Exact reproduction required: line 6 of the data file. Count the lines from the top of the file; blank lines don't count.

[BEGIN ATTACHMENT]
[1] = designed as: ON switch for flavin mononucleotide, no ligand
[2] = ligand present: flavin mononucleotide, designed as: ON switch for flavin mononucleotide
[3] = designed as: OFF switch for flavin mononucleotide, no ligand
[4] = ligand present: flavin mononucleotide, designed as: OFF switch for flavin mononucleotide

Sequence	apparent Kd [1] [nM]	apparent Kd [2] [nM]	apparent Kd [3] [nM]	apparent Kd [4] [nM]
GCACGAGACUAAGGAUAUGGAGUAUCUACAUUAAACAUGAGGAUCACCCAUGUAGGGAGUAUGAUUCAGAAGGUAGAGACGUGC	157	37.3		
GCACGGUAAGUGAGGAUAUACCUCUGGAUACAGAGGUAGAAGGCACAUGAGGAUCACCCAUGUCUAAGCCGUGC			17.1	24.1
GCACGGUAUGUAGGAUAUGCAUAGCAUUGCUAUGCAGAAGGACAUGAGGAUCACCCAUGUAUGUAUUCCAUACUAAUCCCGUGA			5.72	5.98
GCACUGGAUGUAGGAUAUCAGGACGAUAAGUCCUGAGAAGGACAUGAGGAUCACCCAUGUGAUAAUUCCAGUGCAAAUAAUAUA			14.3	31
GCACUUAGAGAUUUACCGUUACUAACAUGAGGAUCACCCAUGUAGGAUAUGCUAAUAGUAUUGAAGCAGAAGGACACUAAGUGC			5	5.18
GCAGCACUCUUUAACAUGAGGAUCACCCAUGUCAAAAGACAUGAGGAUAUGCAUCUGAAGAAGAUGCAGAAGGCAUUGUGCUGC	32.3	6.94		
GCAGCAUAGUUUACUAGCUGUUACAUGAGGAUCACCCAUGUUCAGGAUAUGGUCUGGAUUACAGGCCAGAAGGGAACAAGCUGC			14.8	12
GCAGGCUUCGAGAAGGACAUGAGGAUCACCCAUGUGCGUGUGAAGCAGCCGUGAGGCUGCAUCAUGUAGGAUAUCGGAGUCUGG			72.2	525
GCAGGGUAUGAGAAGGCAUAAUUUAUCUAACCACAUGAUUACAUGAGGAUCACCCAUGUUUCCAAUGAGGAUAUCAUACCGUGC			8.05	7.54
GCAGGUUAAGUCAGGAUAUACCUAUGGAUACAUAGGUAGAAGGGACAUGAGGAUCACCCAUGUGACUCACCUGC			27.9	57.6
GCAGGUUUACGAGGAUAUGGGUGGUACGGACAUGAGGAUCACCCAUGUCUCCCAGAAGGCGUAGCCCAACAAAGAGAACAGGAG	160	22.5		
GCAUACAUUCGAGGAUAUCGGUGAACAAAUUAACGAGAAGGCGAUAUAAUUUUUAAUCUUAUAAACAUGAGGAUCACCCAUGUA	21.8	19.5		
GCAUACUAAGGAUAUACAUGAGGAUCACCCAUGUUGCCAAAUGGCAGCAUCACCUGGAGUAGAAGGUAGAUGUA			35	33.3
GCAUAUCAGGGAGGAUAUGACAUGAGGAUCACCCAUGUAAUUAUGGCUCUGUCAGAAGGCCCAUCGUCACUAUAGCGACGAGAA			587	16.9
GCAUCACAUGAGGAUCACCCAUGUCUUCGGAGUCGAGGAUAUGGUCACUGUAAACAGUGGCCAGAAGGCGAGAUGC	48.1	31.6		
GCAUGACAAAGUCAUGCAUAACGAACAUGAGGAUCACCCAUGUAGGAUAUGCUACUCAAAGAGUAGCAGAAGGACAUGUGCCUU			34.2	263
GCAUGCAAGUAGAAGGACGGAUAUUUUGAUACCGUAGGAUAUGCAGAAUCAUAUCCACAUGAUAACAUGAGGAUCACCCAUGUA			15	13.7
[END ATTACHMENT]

GCACGAGACUAAGGAUAUGGAGUAUCUACAUUAAACAUGAGGAUCACCCAUGUAGGGAGUAUGAUUCAGAAGGUAGAGACGUGC	157	37.3		